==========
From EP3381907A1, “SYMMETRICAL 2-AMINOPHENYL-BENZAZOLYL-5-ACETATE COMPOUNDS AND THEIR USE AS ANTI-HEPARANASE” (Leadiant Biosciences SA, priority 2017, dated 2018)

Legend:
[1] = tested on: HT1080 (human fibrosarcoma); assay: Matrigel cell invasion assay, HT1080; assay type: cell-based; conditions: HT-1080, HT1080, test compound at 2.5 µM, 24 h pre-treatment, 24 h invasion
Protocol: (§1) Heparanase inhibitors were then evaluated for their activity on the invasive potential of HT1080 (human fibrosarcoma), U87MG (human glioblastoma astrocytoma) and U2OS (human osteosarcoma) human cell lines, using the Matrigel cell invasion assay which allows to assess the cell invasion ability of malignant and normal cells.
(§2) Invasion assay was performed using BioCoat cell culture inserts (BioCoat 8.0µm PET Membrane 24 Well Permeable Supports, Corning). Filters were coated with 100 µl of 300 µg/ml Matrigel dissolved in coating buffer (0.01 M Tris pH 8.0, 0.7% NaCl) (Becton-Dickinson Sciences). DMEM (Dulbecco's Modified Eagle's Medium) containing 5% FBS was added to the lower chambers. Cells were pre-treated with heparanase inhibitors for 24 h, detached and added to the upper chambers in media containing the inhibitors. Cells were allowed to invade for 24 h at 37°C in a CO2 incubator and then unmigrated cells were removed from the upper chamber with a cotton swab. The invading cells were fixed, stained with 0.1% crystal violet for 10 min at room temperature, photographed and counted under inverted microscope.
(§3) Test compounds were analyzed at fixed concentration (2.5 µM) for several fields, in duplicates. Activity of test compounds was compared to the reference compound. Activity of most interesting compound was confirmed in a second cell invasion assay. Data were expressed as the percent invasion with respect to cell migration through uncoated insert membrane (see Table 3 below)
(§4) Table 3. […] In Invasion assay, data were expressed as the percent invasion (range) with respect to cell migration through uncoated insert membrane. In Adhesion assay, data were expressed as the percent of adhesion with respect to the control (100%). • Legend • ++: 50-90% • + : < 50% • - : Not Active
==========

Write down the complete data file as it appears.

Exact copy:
From EP3381907A1, “SYMMETRICAL 2-AMINOPHENYL-BENZAZOLYL-5-ACETATE COMPOUNDS AND THEIR USE AS ANTI-HEPARANASE” (Leadiant Biosciences SA, priority 2017, dated 2018)

Legend:
[1] = tested on: HT1080 (human fibrosarcoma); assay: Matrigel cell invasion assay, HT1080; assay type: cell-based; conditions: HT-1080, HT1080, test compound at 2.5 µM, 24 h pre-treatment, 24 h invasion
Protocol: (§1) Heparanase inhibitors were then evaluated for their activity on the invasive potential of HT1080 (human fibrosarcoma), U87MG (human glioblastoma astrocytoma) and U2OS (human osteosarcoma) human cell lines, using the Matrigel cell invasion assay which allows to assess the cell invasion ability of malignant and normal cells.
(§2) Invasion assay was performed using BioCoat cell culture inserts (BioCoat 8.0µm PET Membrane 24 Well Permeable Supports, Corning). Filters were coated with 100 µl of 300 µg/ml Matrigel dissolved in coating buffer (0.01 M Tris pH 8.0, 0.7% NaCl) (Becton-Dickinson Sciences). DMEM (Dulbecco's Modified Eagle's Medium) containing 5% FBS was added to the lower chambers. Cells were pre-treated with heparanase inhibitors for 24 h, detached and added to the upper chambers in media containing the inhibitors. Cells were allowed to invade for 24 h at 37°C in a CO2 incubator and then unmigrated cells were removed from the upper chamber with a cotton swab. The invading cells were fixed, stained with 0.1% crystal violet for 10 min at room temperature, photographed and counted under inverted microscope.
(§3) Test compounds were analyzed at fixed concentration (2.5 µM) for several fields, in duplicates. Activity of test compounds was compared to the reference compound. Activity of most interesting compound was confirmed in a second cell invasion assay. Data were expressed as the percent invasion with respect to cell migration through uncoated insert membrane (see Table 3 below)
(§4) Table 3. […] In Invasion assay, data were expressed as the percent invasion (range) with respect to cell migration through uncoated insert membrane. In Adhesion assay, data were expressed as the percent of adhesion with respect to the control (100%). • Legend • ++: 50-90% • + : < 50% • - : Not Active